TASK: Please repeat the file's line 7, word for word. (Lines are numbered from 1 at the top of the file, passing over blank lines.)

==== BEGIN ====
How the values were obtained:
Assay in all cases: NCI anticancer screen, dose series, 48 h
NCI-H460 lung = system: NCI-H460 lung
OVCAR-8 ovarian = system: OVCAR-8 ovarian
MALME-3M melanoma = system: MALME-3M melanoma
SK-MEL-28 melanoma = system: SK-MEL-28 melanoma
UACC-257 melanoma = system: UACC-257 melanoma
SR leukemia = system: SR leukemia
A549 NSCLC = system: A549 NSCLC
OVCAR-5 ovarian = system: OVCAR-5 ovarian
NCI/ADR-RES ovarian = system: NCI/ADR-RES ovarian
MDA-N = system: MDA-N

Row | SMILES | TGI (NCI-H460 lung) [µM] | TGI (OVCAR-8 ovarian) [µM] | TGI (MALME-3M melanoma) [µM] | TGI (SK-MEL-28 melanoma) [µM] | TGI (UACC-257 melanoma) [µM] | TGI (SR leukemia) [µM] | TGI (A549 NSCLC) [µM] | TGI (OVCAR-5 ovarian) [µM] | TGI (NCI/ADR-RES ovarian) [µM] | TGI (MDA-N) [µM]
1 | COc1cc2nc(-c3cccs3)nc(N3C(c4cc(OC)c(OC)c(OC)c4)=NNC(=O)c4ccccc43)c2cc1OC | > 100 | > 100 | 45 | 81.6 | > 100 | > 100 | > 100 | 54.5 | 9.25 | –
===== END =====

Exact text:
UACC-257 melanoma = system: UACC-257 melanoma